The following is adapted from the preface to my book, Northrop Frye in Conversation:
I first met Northrop Frye in 1984 when I interviewed him for a programme called "History and the New Age" which I was then preparing for Ideas. My CBC colleague Peter Gzowski once described Frye as an interviewer's nightmare: a man who actually answered the questions he was asked rather than the ones he would have liked to have been asked. His answers were usually pithy, sometimes cryptic, occasionally gruff, and they often ended in conversation-stopping aphorisms. On this first occasion I chattered nervously while I set up my tape recorder. Frye's seraphic smile and patient, unyielding demeanour did little to put me at ease. I then stammered my way through an hour-long interview in which Frye gave brief pointed answers to my long and sometimes pointless questions.
I returned twice in the succeeding years — Frye was always gracious about receiving interviewers, despite his evident lack of relish for the procedure — once to talk about Canadian culture and once to take about the English poet William Blake. In both cases the rhythm of the conversation remained fairly jerky. This made me reluctant to undertake the worthy, and even overdue project my Ideas colleagues kept urging on me: a series devoted to the ideas of Frye himself. However, in 1989, through the good offices of Frye's secretary Jane Widdicombe and Sara Wolch, my Ideas colleague and a friend of Frye's, it was all finally arranged. For a week in December, Frye and I spent each morning in recorded conversation. Sara and I and our recording engineer, Brian Hill, turned up at Frye's Massey College office every morning at nine and, by midweek, had begun to feel quite at home there. Sara's presence helped to create a relaxed atmosphere, and the fact that I had spend the previous months steeping myself in Frye's work helped me to dig beneath the surface of the epigrammatic answers Frye sometimes gave to questions he had been asked once too often. Whatever the reason the interview possessed a fullness and flow that I had not previously experienced with Frye, and we ended our conversation on Friday in peaceful silence, gazing out through gently falling snow into the quiet courtyard of the college. Just over a year later Northrop Frye died.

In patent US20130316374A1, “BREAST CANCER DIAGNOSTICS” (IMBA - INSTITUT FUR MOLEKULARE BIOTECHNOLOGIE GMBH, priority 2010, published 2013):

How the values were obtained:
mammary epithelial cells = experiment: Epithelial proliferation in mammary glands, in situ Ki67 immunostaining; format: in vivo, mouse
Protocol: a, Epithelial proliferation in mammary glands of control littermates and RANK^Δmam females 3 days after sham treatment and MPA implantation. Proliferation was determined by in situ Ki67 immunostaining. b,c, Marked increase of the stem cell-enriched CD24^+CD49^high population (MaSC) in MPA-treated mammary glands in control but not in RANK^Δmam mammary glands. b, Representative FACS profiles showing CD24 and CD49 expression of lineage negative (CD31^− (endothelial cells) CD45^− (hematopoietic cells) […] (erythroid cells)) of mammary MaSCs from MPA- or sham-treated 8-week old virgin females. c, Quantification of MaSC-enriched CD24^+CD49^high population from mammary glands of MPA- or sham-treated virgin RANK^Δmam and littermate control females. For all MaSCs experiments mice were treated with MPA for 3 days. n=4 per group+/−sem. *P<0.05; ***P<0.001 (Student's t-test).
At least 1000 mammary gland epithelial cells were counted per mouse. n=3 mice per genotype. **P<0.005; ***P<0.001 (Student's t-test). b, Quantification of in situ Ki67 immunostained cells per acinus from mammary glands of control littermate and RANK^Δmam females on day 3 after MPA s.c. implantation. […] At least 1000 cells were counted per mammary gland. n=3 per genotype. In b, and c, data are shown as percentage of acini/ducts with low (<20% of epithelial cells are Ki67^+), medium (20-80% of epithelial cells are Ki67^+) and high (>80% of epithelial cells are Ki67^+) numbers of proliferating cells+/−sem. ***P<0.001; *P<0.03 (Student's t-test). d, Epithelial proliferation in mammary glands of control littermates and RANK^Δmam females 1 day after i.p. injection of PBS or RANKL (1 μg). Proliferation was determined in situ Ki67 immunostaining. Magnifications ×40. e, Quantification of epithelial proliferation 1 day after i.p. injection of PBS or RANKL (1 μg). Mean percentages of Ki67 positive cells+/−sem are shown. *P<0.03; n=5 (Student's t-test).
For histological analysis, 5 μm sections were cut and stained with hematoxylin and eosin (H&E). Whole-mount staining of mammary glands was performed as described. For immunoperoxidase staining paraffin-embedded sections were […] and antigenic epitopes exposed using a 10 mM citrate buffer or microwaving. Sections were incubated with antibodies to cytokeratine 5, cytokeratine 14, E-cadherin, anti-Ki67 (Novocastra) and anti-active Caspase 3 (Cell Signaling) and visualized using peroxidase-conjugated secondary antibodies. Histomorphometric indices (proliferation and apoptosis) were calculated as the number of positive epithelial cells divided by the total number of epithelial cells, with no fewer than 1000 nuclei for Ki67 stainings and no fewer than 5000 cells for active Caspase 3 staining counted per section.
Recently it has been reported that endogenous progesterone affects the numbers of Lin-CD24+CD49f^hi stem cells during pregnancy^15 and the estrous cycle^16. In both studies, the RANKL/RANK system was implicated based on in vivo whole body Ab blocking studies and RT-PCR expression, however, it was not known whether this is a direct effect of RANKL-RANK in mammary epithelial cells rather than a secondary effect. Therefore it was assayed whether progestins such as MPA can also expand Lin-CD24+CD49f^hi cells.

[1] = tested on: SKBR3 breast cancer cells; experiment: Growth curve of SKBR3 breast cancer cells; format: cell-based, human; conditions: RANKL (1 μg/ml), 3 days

I supplemented my interviews with Frye with conversations with friends, colleagues, and interpreters, and the resulting three-part Ideas series was broadcast early in 1990. Two years later a transcript of our entire conversation, made by Frye scholar Robert Denham, was published as Northrop Frye in Conversation.
I don't think my interviews with Frye really added anything to what he had already written, as my interviews with more reticent and less fully articulate thinkers like George Grant and Ivan Illich sometimes did. Frye wrote from a clear, stable and consistent vision, and in more than twenty books he spelled out this vision with great thoroughness, as well as never-failing wit. All I can claim, I think, is to have brought the remarkable range of his criticism together in one place and offered an introduction to it. I have the impression that Frye, like many thinkers neither current, nor classic, is no longer read as much as he deserves to be. I hope someone may discover him anew here...